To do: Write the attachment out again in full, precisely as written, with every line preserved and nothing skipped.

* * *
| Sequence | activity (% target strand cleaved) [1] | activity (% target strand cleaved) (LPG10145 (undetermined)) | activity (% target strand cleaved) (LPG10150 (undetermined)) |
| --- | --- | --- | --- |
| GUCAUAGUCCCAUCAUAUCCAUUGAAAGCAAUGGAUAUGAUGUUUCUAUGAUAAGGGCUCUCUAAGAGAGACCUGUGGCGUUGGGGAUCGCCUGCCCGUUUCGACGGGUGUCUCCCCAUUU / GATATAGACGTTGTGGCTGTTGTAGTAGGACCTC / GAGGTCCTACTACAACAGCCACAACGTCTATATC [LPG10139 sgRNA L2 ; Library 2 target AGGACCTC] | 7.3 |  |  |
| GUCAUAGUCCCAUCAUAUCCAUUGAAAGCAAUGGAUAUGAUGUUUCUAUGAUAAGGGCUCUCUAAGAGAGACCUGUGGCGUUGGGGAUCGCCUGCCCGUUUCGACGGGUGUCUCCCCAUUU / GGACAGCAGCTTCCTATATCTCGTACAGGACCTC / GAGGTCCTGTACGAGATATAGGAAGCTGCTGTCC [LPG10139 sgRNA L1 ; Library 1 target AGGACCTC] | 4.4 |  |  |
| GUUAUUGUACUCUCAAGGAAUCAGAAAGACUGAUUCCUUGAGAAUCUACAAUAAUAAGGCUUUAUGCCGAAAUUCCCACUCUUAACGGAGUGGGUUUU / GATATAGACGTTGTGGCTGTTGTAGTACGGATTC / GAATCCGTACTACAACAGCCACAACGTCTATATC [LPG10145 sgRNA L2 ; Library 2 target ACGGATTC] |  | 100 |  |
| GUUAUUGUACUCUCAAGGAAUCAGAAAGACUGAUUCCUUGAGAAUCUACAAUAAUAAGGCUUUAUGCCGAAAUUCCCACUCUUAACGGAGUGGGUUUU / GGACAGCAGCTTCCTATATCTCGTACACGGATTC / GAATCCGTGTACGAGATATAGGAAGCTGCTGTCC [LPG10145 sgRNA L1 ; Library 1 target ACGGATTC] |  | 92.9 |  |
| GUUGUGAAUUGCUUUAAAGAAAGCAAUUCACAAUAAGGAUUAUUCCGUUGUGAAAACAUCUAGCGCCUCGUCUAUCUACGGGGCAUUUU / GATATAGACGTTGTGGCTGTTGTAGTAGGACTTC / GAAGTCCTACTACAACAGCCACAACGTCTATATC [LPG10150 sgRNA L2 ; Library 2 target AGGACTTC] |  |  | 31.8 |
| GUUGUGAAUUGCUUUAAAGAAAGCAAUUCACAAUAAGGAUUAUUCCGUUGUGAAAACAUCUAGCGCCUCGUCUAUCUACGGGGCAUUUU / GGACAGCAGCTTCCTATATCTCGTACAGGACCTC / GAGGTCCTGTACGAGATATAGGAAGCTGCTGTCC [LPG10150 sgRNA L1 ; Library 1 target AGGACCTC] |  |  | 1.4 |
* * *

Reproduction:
| Sequence | activity (% target strand cleaved) [1] | activity (% target strand cleaved) (LPG10145 (undetermined)) | activity (% target strand cleaved) (LPG10150 (undetermined)) |
| --- | --- | --- | --- |
| GUCAUAGUCCCAUCAUAUCCAUUGAAAGCAAUGGAUAUGAUGUUUCUAUGAUAAGGGCUCUCUAAGAGAGACCUGUGGCGUUGGGGAUCGCCUGCCCGUUUCGACGGGUGUCUCCCCAUUU / GATATAGACGTTGTGGCTGTTGTAGTAGGACCTC / GAGGTCCTACTACAACAGCCACAACGTCTATATC [LPG10139 sgRNA L2 ; Library 2 target AGGACCTC] | 7.3 |  |  |
| GUCAUAGUCCCAUCAUAUCCAUUGAAAGCAAUGGAUAUGAUGUUUCUAUGAUAAGGGCUCUCUAAGAGAGACCUGUGGCGUUGGGGAUCGCCUGCCCGUUUCGACGGGUGUCUCCCCAUUU / GGACAGCAGCTTCCTATATCTCGTACAGGACCTC / GAGGTCCTGTACGAGATATAGGAAGCTGCTGTCC [LPG10139 sgRNA L1 ; Library 1 target AGGACCTC] | 4.4 |  |  |
| GUUAUUGUACUCUCAAGGAAUCAGAAAGACUGAUUCCUUGAGAAUCUACAAUAAUAAGGCUUUAUGCCGAAAUUCCCACUCUUAACGGAGUGGGUUUU / GATATAGACGTTGTGGCTGTTGTAGTACGGATTC / GAATCCGTACTACAACAGCCACAACGTCTATATC [LPG10145 sgRNA L2 ; Library 2 target ACGGATTC] |  | 100 |  |
| GUUAUUGUACUCUCAAGGAAUCAGAAAGACUGAUUCCUUGAGAAUCUACAAUAAUAAGGCUUUAUGCCGAAAUUCCCACUCUUAACGGAGUGGGUUUU / GGACAGCAGCTTCCTATATCTCGTACACGGATTC / GAATCCGTGTACGAGATATAGGAAGCTGCTGTCC [LPG10145 sgRNA L1 ; Library 1 target ACGGATTC] |  | 92.9 |  |
| GUUGUGAAUUGCUUUAAAGAAAGCAAUUCACAAUAAGGAUUAUUCCGUUGUGAAAACAUCUAGCGCCUCGUCUAUCUACGGGGCAUUUU / GATATAGACGTTGTGGCTGTTGTAGTAGGACTTC / GAAGTCCTACTACAACAGCCACAACGTCTATATC [LPG10150 sgRNA L2 ; Library 2 target AGGACTTC] |  |  | 31.8 |
| GUUGUGAAUUGCUUUAAAGAAAGCAAUUCACAAUAAGGAUUAUUCCGUUGUGAAAACAUCUAGCGCCUCGUCUAUCUACGGGGCAUUUU / GGACAGCAGCTTCCTATATCTCGTACAGGACCTC / GAGGTCCTGTACGAGATATAGGAAGCTGCTGTCC [LPG10150 sgRNA L1 ; Library 1 target AGGACCTC] |  |  | 1.4 |